Review: Improving academic learning from computer-based narrative games

Pilegard, C., & Mayer, R. E. (2016). Improving academic learning from computer-based narrative games. Contemporary Educational Psychology, 4445, 12–20.

Abstract: Although many strong claims are made for the power of computer games to promote academic learning, the narrative content of a game may reduce the learner's tendency to reflect on its academic content. The present study examines adding a low-cost instructional feature intended to promote appropriate cognitive processing of the academic content during play. College students played a computer adventure game in which they guided a character through a bunker in search of lost artwork, building electromechanical devices to open stuck doors along the way. In Experiment 1, students who filled out worksheets about wet-cell batteries before and during the game outperformed students who played the game without worksheets on a written explanation of how wet-cell batteries work (d = 0.92), multiple-choice comprehension questions about wet-cell batteries (d = 0.67), and open-ended transfer problems about wet-cell batteries (d = 0.74). In Experiment 2, participants who completed only the in-game worksheet outperformed the control group on a written explanation of wet-cell batteries (d = 0.59) and transfer problems (d = 0.67), whereas participants who completed only the pre-game worksheet did not outperform the control group on any measure. These findings point to the learning benefits of adding instructional features suggested by cognitive theories of learning.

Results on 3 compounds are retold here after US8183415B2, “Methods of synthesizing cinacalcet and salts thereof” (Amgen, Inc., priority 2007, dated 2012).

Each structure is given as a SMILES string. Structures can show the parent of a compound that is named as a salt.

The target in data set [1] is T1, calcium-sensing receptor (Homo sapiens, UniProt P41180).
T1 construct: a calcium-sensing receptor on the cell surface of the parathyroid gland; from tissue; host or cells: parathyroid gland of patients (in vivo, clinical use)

A Narrative game is a game that has a cover story that poses goals for the player.

I liked this study. It suggests that students who play educational games should also be given supplemental materials to guide them through the learning goals. 

Based on the Cognitive Theory of Multimedia Learning  and Cognitive Load Theory, using worksheets helps with processing all the information and helps filter the extraneous information found in educational video games.

These results make a lot of sense to me because the authors recognize the value of the educational game they used (Cache 17) and also recognized that students may need some direction as they experience the game. 

It is a lot like receiving a guided reading worksheet when you read a book or an observation journal when conducting a science experiment. When I was a high school teacher, I had my students play through the game Gone Home to study narrative structure in the mystery genre. After I began networking with other gaming-teachers, I found that Paul Darvasi over on his site has also used narrative-based games including Gone Home in his classroom, too! 

He has some great resources on his website on how to incorporate Gone Home into your class as well as lot about games and learning. Teachers should not simply hand a controller to the students and leave them be. You need to be very much involved with the students as they play through. For instance, on Paul's site, he explains that as his students explored an area of the game, Gone Home, they were asked to stop playing in order to process by completing various activities. Through those activities, the students recognized what what important from that particular game area, and it made the whole experience more educational. 

Good stuff. 

Lastly, if you haven't played Gone Home. I highly recommend it.